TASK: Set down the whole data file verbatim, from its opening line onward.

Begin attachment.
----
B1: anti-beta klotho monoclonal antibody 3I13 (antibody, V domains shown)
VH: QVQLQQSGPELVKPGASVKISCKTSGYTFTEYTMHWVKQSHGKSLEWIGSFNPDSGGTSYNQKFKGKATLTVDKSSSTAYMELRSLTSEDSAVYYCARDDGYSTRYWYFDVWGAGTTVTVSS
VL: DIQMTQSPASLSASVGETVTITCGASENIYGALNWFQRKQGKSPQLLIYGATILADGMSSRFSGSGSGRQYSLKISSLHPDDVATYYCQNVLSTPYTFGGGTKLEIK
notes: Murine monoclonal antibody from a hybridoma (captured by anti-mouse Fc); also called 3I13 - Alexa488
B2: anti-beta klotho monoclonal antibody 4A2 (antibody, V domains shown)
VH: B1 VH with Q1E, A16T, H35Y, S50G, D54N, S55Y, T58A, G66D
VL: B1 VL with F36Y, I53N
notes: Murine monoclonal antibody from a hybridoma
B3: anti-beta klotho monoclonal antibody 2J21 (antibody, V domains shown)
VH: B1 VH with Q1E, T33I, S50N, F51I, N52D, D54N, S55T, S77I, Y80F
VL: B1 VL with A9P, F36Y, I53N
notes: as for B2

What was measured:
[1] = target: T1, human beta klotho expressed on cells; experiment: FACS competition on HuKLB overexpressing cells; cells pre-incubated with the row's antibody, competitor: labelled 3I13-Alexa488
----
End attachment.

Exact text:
B1: anti-beta klotho monoclonal antibody 3I13 (antibody, V domains shown)
VH: QVQLQQSGPELVKPGASVKISCKTSGYTFTEYTMHWVKQSHGKSLEWIGSFNPDSGGTSYNQKFKGKATLTVDKSSSTAYMELRSLTSEDSAVYYCARDDGYSTRYWYFDVWGAGTTVTVSS
VL: DIQMTQSPASLSASVGETVTITCGASENIYGALNWFQRKQGKSPQLLIYGATILADGMSSRFSGSGSGRQYSLKISSLHPDDVATYYCQNVLSTPYTFGGGTKLEIK
notes: Murine monoclonal antibody from a hybridoma (captured by anti-mouse Fc); also called 3I13 - Alexa488
B2: anti-beta klotho monoclonal antibody 4A2 (antibody, V domains shown)
VH: B1 VH with Q1E, A16T, H35Y, S50G, D54N, S55Y, T58A, G66D
VL: B1 VL with F36Y, I53N
notes: Murine monoclonal antibody from a hybridoma
B3: anti-beta klotho monoclonal antibody 2J21 (antibody, V domains shown)
VH: B1 VH with Q1E, T33I, S50N, F51I, N52D, D54N, S55T, S77I, Y80F
VL: B1 VL with A9P, F36Y, I53N
notes: as for B2

What was measured:
[1] = target: T1, human beta klotho expressed on cells; experiment: FACS competition on HuKLB overexpressing cells; cells pre-incubated with the row's antibody, competitor: labelled 3I13-Alexa488